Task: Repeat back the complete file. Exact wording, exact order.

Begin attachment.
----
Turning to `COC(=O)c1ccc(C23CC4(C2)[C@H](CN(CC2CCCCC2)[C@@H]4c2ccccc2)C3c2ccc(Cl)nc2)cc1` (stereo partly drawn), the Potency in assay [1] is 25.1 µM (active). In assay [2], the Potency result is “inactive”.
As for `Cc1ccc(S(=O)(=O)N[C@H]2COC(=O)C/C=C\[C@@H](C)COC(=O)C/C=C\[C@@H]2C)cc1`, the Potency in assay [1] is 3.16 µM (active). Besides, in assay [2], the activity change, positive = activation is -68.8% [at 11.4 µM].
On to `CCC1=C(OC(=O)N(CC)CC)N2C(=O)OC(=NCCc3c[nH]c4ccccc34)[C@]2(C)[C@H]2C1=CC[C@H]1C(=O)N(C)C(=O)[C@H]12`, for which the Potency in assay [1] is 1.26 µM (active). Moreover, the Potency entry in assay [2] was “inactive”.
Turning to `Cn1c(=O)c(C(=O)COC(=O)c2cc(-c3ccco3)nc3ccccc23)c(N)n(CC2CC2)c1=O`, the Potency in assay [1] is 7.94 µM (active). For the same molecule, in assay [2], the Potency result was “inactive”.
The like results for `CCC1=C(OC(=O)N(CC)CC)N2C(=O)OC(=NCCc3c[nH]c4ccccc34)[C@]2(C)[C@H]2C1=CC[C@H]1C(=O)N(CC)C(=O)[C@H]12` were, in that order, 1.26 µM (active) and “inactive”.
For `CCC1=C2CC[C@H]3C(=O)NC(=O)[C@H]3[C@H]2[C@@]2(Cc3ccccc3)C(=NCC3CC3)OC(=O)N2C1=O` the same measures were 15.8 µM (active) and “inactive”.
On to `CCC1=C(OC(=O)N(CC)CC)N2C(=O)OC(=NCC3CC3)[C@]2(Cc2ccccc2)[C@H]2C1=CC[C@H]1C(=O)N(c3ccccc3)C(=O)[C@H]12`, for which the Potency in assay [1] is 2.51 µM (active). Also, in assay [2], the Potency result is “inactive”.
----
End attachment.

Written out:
Turning to `COC(=O)c1ccc(C23CC4(C2)[C@H](CN(CC2CCCCC2)[C@@H]4c2ccccc2)C3c2ccc(Cl)nc2)cc1` (stereo partly drawn), the Potency in assay [1] is 25.1 µM (active). In assay [2], the Potency result is “inactive”.
As for `Cc1ccc(S(=O)(=O)N[C@H]2COC(=O)C/C=C\[C@@H](C)COC(=O)C/C=C\[C@@H]2C)cc1`, the Potency in assay [1] is 3.16 µM (active). Besides, in assay [2], the activity change, positive = activation is -68.8% [at 11.4 µM].
On to `CCC1=C(OC(=O)N(CC)CC)N2C(=O)OC(=NCCc3c[nH]c4ccccc34)[C@]2(C)[C@H]2C1=CC[C@H]1C(=O)N(C)C(=O)[C@H]12`, for which the Potency in assay [1] is 1.26 µM (active). Moreover, the Potency entry in assay [2] was “inactive”.
Turning to `Cn1c(=O)c(C(=O)COC(=O)c2cc(-c3ccco3)nc3ccccc23)c(N)n(CC2CC2)c1=O`, the Potency in assay [1] is 7.94 µM (active). For the same molecule, in assay [2], the Potency result was “inactive”.
The like results for `CCC1=C(OC(=O)N(CC)CC)N2C(=O)OC(=NCCc3c[nH]c4ccccc34)[C@]2(C)[C@H]2C1=CC[C@H]1C(=O)N(CC)C(=O)[C@H]12` were, in that order, 1.26 µM (active) and “inactive”.
For `CCC1=C2CC[C@H]3C(=O)NC(=O)[C@H]3[C@H]2[C@@]2(Cc3ccccc3)C(=NCC3CC3)OC(=O)N2C1=O` the same measures were 15.8 µM (active) and “inactive”.
On to `CCC1=C(OC(=O)N(CC)CC)N2C(=O)OC(=NCC3CC3)[C@]2(Cc2ccccc2)[C@H]2C1=CC[C@H]1C(=O)N(c3ccccc3)C(=O)[C@H]12`, for which the Potency in assay [1] is 2.51 µM (active). Also, in assay [2], the Potency result is “inactive”.